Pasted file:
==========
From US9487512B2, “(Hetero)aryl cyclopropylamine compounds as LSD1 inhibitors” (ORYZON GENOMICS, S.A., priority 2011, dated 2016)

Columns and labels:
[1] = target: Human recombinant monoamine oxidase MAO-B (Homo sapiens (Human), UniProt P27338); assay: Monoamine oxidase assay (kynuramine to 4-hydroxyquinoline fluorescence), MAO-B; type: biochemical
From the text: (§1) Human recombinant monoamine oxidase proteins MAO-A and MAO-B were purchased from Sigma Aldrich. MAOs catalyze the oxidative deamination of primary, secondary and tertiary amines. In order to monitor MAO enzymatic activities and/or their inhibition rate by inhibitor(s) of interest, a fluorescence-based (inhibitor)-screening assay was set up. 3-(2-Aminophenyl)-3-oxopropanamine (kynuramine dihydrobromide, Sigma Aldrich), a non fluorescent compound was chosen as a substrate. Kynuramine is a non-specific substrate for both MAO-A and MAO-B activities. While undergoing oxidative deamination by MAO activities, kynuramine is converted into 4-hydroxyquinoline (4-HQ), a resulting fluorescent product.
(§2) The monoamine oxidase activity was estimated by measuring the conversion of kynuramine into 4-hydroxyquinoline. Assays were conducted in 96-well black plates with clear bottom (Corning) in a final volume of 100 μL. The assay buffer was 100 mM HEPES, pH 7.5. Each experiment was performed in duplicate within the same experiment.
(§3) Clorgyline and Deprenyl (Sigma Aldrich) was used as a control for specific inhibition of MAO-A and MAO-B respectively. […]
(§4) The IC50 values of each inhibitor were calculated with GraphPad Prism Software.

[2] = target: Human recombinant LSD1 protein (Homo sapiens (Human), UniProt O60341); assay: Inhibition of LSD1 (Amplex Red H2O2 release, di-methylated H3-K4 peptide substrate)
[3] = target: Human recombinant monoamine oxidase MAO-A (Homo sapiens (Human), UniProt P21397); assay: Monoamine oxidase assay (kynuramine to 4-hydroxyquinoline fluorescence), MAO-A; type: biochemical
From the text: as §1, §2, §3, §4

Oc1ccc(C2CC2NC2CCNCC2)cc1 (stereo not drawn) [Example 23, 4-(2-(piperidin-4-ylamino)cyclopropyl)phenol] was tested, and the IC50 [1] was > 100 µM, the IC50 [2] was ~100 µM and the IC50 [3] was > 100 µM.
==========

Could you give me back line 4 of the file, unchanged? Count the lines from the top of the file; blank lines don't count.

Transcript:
From the text: (§1) Human recombinant monoamine oxidase proteins MAO-A and MAO-B were purchased from Sigma Aldrich. MAOs catalyze the oxidative deamination of primary, secondary and tertiary amines. In order to monitor MAO enzymatic activities and/or their inhibition rate by inhibitor(s) of interest, a fluorescence-based (inhibitor)-screening assay was set up. 3-(2-Aminophenyl)-3-oxopropanamine (kynuramine dihydrobromide, Sigma Aldrich), a non fluorescent compound was chosen as a substrate. Kynuramine is a non-specific substrate for both MAO-A and MAO-B activities. While undergoing oxidative deamination by MAO activities, kynuramine is converted into 4-hydroxyquinoline (4-HQ), a resulting fluorescent product.